Video stills from Beshkan (Breakdown) (individual hands), 2012 are available for acquisition. Please contact me directly at catherine@catherineasquithart.com for further details.

 

The market for Artemisia Gentileschi

Artemisia Gentileschi,  Self Portrait as Saint Catherine of Alexandria , 1615–17. © The National Gallery, London. Courtesy of The National Gallery, London.

Artemisia Gentileschi, Self Portrait as Saint Catherine of Alexandria, 1615–17. © The National Gallery, London. Courtesy of The National Gallery, London.

Artemisia Gentileschi, (1593 – c.1656), was an Italian Baroque painter, whose oeuvre focussed on mostly, female allegorical subjects, depicting powerful figures during moments of highly emotive, sometimes violent points in history.  Unusually, she managed to enjoy significant success during her lifetime and was well-respected by her peers and the arts community, and was the first woman to be accepted into the Accademia di Arte del Disegno in Florence.  Today she is considered one of the most accomplished painters of her generation.

Artemisia Gentileschi,  Lucretia , ca. 1630–45. © Dorotheum.

Artemisia Gentileschi, Lucretia, ca. 1630–45. © Dorotheum.

The market for Gentileschi has witnessed a burgeoning interest in her work; in July of this year, her extraordinary painting, “Portrait as Saint Catherine of Alexandria” (ca. 1615-17) was acquired by the National Gallery of London.  This week, her work “Lucretia” sold for €1.8m at Dorotheum in Vienna, and is headed to an Australian collection.  Additionally, Gentileschi’s inclusion in Ghent’s Museum of Fine Art’s exhibition on Baroque female painters (on now) suggests a recalibration of Western Art History’s canon to include more female artists.

 

In the wider arena, social media is highlighting some of her works, as a means of expressing discontent and alignment with social commentary, with “Judith Slaying Holofernes” (ca. 1620) going viral during the hearings leading up to the confirmation of Judge Brett Kavanaugh to the U S Supreme Court.  This painting is perhaps especially poignant – the subject being Judith’s act of a confident, yet bloody vengeance – given the fact that Gentileschi was a survivor of sexual assault and indeed, did take her attacker to court.

Artemisia Gentileschi, Judith and Holofernes, ca. 1620, Uffizi Gallery, Florence

Artemisia Gentileschi, Judith and Holofernes, ca. 1620, Uffizi Gallery, Florence

According to some arts commentators, the market has been slow to catch up with art historians: Gentileschi was first re-examined in the 1947 novel by art historian Anna Banti’s “Artemesia”.  Some four decades later, feminism took an interest, with Mary Garrad’s influential 1989 text, “Artemesia Gentileschi: The Image of the Female Here in Italian Baroque Art”.   It was not until 2014, when the work, “Mary Magdalene” sold for over USD1m (Sotheby’s, Paris), establishing a new record for the artist, that the market’s attention was piqued.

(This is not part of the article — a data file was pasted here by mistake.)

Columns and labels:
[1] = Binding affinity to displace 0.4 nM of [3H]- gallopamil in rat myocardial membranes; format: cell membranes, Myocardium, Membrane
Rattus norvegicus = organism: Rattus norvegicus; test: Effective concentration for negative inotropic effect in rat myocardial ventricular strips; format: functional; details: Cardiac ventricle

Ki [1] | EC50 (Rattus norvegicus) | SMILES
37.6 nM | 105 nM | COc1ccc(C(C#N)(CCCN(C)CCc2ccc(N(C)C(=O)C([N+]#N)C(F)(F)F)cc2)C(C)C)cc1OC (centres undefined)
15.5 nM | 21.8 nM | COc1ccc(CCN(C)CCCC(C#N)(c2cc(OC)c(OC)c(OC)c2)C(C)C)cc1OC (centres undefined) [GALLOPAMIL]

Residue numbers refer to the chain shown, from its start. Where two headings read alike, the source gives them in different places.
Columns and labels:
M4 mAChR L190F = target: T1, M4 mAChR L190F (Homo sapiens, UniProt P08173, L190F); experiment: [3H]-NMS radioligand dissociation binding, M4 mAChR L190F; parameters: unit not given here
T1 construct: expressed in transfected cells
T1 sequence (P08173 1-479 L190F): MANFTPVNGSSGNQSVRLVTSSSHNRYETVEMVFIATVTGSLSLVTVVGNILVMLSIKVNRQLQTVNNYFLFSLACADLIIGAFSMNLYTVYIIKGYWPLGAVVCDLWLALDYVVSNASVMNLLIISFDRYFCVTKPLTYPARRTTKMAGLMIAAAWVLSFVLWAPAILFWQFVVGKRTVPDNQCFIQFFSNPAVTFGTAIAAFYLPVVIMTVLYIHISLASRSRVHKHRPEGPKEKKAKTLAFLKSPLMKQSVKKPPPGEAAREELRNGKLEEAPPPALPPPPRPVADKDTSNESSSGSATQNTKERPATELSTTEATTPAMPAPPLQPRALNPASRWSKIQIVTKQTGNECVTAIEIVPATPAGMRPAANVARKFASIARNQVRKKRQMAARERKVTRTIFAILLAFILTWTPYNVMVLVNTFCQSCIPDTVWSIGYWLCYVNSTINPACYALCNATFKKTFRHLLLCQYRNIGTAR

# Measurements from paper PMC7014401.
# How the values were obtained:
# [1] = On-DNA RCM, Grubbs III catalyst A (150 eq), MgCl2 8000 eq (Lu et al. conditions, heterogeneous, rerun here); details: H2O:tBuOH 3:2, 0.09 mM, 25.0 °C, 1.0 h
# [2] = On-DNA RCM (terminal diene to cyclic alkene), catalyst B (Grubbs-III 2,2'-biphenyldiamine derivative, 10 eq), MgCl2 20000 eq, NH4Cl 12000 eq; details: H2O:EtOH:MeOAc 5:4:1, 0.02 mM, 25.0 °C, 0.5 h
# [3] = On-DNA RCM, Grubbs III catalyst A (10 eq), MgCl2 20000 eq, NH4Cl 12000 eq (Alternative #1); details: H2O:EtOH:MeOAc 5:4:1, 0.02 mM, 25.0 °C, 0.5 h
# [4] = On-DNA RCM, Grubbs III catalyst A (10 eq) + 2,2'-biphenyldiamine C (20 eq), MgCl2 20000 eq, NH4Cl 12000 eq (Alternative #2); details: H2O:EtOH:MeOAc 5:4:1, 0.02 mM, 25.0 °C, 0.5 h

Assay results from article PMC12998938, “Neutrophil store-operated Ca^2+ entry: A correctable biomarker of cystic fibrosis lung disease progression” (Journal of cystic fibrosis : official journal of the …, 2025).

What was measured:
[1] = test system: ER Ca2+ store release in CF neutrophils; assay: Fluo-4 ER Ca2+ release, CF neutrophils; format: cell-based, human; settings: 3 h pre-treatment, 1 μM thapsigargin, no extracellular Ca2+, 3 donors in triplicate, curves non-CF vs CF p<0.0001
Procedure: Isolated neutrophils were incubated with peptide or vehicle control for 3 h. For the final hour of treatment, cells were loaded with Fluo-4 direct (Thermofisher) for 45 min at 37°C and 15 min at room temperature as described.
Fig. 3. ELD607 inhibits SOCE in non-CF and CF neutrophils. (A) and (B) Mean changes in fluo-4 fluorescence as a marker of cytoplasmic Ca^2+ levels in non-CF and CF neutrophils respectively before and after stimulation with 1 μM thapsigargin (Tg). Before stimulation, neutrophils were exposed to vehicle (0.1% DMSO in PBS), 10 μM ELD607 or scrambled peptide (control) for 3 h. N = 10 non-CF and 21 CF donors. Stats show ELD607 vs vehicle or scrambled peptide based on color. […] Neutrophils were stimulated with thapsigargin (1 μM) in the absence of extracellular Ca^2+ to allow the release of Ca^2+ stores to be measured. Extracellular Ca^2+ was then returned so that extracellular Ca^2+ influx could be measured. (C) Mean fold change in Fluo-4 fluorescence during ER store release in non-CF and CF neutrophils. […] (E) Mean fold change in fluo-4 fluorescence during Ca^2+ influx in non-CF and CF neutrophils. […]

For some pundits, Gentileschi is “having a moment”, following on from a renewed interest in Old Masters; others view the interest as a type of ‘inter-disciplinary’ approach by dealers and art fairs – the confluence of contemporary and Old Masters artworks in fair booths and curated exhibitions; or perhaps the result of contemporary artists utilising and highlighting their sources and historical artworks in new work.

Nevertheless, there can be no denying the importance of addressing the deficit in museum and gallery collections across the globe of the inclusion of significant female artists’ work.

Nasim Nasr, Winner: "People's Choice"

Nasim NASR,  Forty Pages 5,  2016, giclée digital print on 330gsm smooth white cotton rag, 100 x 80cm, edition: 5/8

Nasim NASR, Forty Pages 5, 2016, giclée digital print on 330gsm smooth white cotton rag, 100 x 80cm, edition: 5/8

Sydney-based artist, Nasim Nasr has been awarded the "People's Choice" Award for her extraordinary photographic work, "Forty Pages 5", included in the Finalists' exhibition for the William and Winifred Bowness Photography Prize held at the Monash Gallery of Art.

The work is from Nasim's series, "Forty Pages".  As described in the artist's words: 

Forty Pages contemplates personal or global history in the context of movement from one culture to another in the contemporary world, and refers to forty pages in a passport.
 
Each passport stamp, representing either the departure from or entering a country, is integral to one’s history of the difficulties of freedom of movement and disempowerment by country of birth and its life-boundaries. At every national border one is submissive and defenseless to officialdom. This is a potent control upon individual existence and independence, especially in the contemporary world of displacement and separation between East and West.
 
This gradual accumulation of stamps feels like layers upon my personal history, upon my passport photo, upon my face, its aggregation steadily evolving into an identity I no longer recognize, apart from the eyes—a transformation
 
Forty Pages presents my body as a site or platform for the compilation of these stamps of the last decade of my life, and therefore part of the history of the transience of my being.

Nasim NASR, "Forty Pages" series, 1 to 5 (l to r)

Nasim NASR, "Forty Pages" series, 1 to 5 (l to r)

About the artist
 
Nasim Nasr completed a Bachelor of Arts in Graphic Design at the Art University of Tehran, Iran in 2006, and a Master of Visual Arts (Research), South Australian School of Art, Architecture and Design, University of South Australia, in 2011.